Is ‘The Apprentice’ a business show or an entertainment show?
‘The only reason we did it was to talk to young people about business. But if it was pure business, it would be on at 3am and four people would watch it. It’s got to be the essence of business submerged in a solution of entertainment. And I think the editors do that brilliantly.’
It’s all about us putting ourselves in their place, isn’t it?
‘Yeah, it allows everyone to shout at the screen. Including some bloke on his sofa with a can of Stella who hasn’t got a job and isn’t likely to get one anytime soon. He’s still got the right to shout “Don’t do it like that!” at his TV. And that’s the great thing about it.’
How you think you would have got on in that situation at their age?
‘Awful. I wouldn’t have had that self-confidence. That is some hot house environment when those youngsters are in there. They’re locked in that house for week after week after week and yes, there’s camaraderie but underneath it all, there’s burning ambition and that includes stabbing somebody in the back. They have a few drinks, and then it comes out. They hate the next bloke. If they do a good job, they hate him! I couldn’t have stood that tension.’
Do you ever feel sorry for any of the contenders?
‘I feel very sad sometimes at the very end, when they’ve got up to week ten or something and then they get fired, because you’ve got to know them. We’ve always kept our distance from them but inevitably, you begin to have your favourites. Sometimes I’ll say to Alan: “listen, you’d better go out and see if they’re okay.” Or me or Karen will go out and they’re leaning against the taxi, sobbing.’
The casting’s obviously crucial. Are you involved with it?
‘We don’t have anything to do with it. They trail in with their wheelie bins and that’s it! But course, it’s crucial. They don’t want anybody who’s going to run home to mummy in floods of tears. Plus, in order to get through the audition, people have got to make extravagant claims about themselves and then, guess what, they’re saddled with those claims and can’t shake them off. And finally, they want people who are bright and actually, some of them are terribly bright, you know.’
Were there too many sales tasks in the last series. And do you get involved in the setting of the tasks?
‘In a peripheral sort of way. They’re fixed and we sort of know what they are, but Sugar goes over it with a big red pen. Because it’s got to be realistic: it’s got to be something that isn’t just a telly-task. But when you think about it, how many sort of planks are there in a business? You’ve got buying and selling, product selection and product design, presentation and that’s about it. Business is, generally speaking, not that complicated. Let’s say there are 15 main planks, now, you’ve got to dress them up in interesting clothes and that’s the difficulty, finding new ways to do it.’
There seem to be a lot of tasks that involve cooking.
‘Because that’s what makes disasters! What we don’t want are tasks in white rooms, centered on computers. They’ve got to be with the public. There’s got to be jeopardy. There have got to be hazards. You know: “My God! Who put curry powder in this, it’s killing me!”.’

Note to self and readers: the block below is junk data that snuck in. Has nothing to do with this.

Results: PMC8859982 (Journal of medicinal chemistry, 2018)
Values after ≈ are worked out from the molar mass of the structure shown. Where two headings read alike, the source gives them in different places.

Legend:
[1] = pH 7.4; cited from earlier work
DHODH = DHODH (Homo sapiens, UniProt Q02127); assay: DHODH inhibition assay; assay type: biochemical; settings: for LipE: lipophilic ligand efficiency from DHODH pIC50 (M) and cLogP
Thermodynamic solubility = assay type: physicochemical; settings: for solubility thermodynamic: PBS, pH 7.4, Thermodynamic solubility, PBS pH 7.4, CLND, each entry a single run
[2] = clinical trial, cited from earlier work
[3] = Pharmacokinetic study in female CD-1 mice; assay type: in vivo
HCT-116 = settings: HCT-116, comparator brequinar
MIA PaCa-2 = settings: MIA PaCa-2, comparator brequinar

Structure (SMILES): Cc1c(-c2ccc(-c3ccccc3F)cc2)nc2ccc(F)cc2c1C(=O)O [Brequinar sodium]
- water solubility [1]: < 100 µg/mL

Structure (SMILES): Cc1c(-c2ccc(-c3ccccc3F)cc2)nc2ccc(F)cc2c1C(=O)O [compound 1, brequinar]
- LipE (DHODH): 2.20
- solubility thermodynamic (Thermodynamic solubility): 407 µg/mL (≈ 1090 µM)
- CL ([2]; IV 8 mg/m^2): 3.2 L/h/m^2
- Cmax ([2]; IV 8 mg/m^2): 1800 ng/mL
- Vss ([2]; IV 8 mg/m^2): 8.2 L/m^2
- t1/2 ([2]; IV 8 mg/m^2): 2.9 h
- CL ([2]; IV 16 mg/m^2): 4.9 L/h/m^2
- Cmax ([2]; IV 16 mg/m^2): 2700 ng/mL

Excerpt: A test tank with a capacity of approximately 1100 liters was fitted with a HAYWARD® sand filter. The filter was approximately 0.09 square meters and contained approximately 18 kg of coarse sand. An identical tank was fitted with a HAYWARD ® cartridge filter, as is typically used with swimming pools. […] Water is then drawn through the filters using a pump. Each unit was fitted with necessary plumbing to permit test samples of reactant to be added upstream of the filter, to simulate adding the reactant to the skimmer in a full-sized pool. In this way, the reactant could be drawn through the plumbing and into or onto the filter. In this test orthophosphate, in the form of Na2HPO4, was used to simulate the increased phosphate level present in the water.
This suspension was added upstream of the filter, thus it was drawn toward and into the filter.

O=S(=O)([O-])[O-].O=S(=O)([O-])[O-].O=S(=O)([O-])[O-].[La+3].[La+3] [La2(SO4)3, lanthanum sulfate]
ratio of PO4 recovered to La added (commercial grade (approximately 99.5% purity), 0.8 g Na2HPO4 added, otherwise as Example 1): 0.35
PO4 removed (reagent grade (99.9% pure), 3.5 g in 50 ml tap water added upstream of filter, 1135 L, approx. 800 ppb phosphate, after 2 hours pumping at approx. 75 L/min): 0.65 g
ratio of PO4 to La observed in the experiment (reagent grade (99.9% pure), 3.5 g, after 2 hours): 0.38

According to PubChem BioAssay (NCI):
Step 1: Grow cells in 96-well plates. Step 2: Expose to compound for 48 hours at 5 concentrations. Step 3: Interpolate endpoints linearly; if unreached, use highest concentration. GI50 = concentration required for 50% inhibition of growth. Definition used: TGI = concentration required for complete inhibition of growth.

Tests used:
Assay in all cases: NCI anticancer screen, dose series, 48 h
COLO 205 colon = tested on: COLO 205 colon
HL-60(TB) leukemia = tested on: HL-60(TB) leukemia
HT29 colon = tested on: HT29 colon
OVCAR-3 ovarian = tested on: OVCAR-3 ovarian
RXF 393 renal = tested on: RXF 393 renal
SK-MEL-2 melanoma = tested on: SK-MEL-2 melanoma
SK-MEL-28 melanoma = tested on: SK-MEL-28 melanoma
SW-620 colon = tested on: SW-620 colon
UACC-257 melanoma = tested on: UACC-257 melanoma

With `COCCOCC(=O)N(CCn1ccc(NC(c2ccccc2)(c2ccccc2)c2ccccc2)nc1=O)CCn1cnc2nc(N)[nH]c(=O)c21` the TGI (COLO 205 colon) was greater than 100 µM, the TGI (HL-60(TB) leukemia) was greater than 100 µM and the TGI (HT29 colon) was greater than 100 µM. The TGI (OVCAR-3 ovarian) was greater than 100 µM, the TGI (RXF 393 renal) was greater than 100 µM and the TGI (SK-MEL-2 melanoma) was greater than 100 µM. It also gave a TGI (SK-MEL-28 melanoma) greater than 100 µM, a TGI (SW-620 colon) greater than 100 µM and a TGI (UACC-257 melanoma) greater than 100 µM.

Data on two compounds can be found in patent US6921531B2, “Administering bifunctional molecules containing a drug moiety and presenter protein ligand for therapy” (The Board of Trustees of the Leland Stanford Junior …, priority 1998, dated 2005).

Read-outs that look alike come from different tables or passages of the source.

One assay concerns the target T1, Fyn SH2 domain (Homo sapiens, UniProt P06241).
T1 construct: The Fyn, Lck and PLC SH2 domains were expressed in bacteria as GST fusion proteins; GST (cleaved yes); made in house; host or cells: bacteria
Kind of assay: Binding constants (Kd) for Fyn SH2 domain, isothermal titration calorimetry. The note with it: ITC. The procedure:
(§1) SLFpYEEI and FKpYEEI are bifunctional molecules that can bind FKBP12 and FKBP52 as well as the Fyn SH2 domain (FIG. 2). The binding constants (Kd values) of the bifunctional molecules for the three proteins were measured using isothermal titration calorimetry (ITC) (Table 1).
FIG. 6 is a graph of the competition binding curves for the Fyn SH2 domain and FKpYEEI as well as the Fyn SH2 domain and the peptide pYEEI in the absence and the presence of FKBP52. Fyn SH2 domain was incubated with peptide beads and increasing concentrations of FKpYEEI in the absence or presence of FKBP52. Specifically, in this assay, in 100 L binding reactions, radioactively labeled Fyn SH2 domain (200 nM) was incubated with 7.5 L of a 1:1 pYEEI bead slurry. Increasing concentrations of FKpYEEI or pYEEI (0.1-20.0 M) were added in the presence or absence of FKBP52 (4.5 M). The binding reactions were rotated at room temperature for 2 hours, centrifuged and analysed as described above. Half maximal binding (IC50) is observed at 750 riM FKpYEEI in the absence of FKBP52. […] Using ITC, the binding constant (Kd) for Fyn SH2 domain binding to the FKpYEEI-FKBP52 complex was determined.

Do you have a favourite series of 'The Apprentice'?
‘I have a favourite episode. The Marrakesh one with the Jewish boy [Michael Sophocles]. With the kosher chicken? Brilliant. And then the one when they went off to Lush Cosmetics or whatever it was and made soap, or some bloody thing. And then they got tangled up between sandalwood and cedar wood. Do you remember? They thought they’d spend £3.50. £720 I think it was! That was brilliant too.’
Do you ever start laughing when you’re watching them work?
‘The enjoyment comes when you see the finished article. Otherwise, you’re looking at three days of running around. Having sandwich picnics in gutters in Hackney. Writing everything down so you can tell Sugar when you get back to the boardroom because he’s in the office making a few quid. That is not fun.’
Have you ever profoundly disagreed with any of his decisions?
‘Yeah, way back [in series one], there was a girl called Miriam Staley and I think he admitted afterwards that he got it wrong. I don’t know why he did that. Generally, he’s spot on. But when he gets those final three in front of him and gets to work on them, by the end of it, I don’t know who he’s going to bloody fire and neither do you and neither does the bloke on the sofa. That’s the joy of it. In he goes, like George Carman QC in the High Court, and tears one of them apart and, generally speaking, he’s right. He’s a born cross-examining barrister.’
You’ve become a media personality in your own right. How’s that been?
'It’s all a bit odd really, isn’t it? I don’t take it too seriously. I’m very grateful for it and I think I’m very blessed. I don’t deserve it. I’ve got no talent, no training, no nothing. I got lucky.’
So, who would win a game of ‘Countdown’ between Lord Sugar and Karen Brady?
'I think that would be a draw. Actually, can we have Margaret? Margaret would win!'
‘The Apprentice’ season nine begins Tuesday May 7, 9pm, BBC1 and continues Wednesdays, 9pm, BBC1.
Read our reviews of the first two episodes of 'The Apprentice', series nine
We had our doubts about last year’s series of ‘The Apprentice’. Was this hardy perennial running out of steam at last? Had the contestants become too generic and predictable? Were the tasks insufficiently varied and interesting? Something was wrong.